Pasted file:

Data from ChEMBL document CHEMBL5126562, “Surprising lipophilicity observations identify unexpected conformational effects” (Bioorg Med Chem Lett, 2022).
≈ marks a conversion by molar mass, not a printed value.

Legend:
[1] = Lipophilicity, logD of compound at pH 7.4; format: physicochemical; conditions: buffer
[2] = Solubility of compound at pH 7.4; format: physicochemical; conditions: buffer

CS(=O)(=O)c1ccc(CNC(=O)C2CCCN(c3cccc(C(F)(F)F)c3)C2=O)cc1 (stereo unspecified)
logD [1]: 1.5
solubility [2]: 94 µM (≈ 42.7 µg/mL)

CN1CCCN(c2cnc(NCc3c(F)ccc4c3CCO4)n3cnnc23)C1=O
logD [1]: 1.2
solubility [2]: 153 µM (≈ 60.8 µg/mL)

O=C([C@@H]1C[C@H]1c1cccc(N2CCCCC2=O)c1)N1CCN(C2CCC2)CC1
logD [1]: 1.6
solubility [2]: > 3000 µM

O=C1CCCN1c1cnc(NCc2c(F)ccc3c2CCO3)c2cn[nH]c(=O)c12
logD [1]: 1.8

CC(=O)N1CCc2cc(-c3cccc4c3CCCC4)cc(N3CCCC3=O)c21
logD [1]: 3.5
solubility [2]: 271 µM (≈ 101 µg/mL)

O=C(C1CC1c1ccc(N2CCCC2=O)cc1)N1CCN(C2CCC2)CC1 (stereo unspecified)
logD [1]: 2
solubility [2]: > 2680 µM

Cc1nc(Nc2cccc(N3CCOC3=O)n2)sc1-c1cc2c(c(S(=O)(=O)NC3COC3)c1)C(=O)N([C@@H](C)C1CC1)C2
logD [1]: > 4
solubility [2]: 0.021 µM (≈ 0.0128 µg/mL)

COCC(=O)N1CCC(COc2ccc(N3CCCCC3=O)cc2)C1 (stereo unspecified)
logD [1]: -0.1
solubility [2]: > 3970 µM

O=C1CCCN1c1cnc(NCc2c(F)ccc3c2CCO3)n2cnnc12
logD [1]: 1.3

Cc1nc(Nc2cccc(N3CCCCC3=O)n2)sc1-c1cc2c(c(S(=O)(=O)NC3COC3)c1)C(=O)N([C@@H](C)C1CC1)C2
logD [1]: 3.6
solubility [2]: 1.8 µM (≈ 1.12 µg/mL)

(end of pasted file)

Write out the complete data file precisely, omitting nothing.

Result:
Data from ChEMBL document CHEMBL5126562, “Surprising lipophilicity observations identify unexpected conformational effects” (Bioorg Med Chem Lett, 2022).
≈ marks a conversion by molar mass, not a printed value.

Legend:
[1] = Lipophilicity, logD of compound at pH 7.4; format: physicochemical; conditions: buffer
[2] = Solubility of compound at pH 7.4; format: physicochemical; conditions: buffer

CS(=O)(=O)c1ccc(CNC(=O)C2CCCN(c3cccc(C(F)(F)F)c3)C2=O)cc1 (stereo unspecified)
logD [1]: 1.5
solubility [2]: 94 µM (≈ 42.7 µg/mL)

CN1CCCN(c2cnc(NCc3c(F)ccc4c3CCO4)n3cnnc23)C1=O
logD [1]: 1.2
solubility [2]: 153 µM (≈ 60.8 µg/mL)

O=C([C@@H]1C[C@H]1c1cccc(N2CCCCC2=O)c1)N1CCN(C2CCC2)CC1
logD [1]: 1.6
solubility [2]: > 3000 µM

O=C1CCCN1c1cnc(NCc2c(F)ccc3c2CCO3)c2cn[nH]c(=O)c12
logD [1]: 1.8

CC(=O)N1CCc2cc(-c3cccc4c3CCCC4)cc(N3CCCC3=O)c21
logD [1]: 3.5
solubility [2]: 271 µM (≈ 101 µg/mL)

O=C(C1CC1c1ccc(N2CCCC2=O)cc1)N1CCN(C2CCC2)CC1 (stereo unspecified)
logD [1]: 2
solubility [2]: > 2680 µM

Cc1nc(Nc2cccc(N3CCOC3=O)n2)sc1-c1cc2c(c(S(=O)(=O)NC3COC3)c1)C(=O)N([C@@H](C)C1CC1)C2
logD [1]: > 4
solubility [2]: 0.021 µM (≈ 0.0128 µg/mL)

COCC(=O)N1CCC(COc2ccc(N3CCCCC3=O)cc2)C1 (stereo unspecified)
logD [1]: -0.1
solubility [2]: > 3970 µM

O=C1CCCN1c1cnc(NCc2c(F)ccc3c2CCO3)n2cnnc12
logD [1]: 1.3

Cc1nc(Nc2cccc(N3CCCCC3=O)n2)sc1-c1cc2c(c(S(=O)(=O)NC3COC3)c1)C(=O)N([C@@H](C)C1CC1)C2
logD [1]: 3.6
solubility [2]: 1.8 µM (≈ 1.12 µg/mL)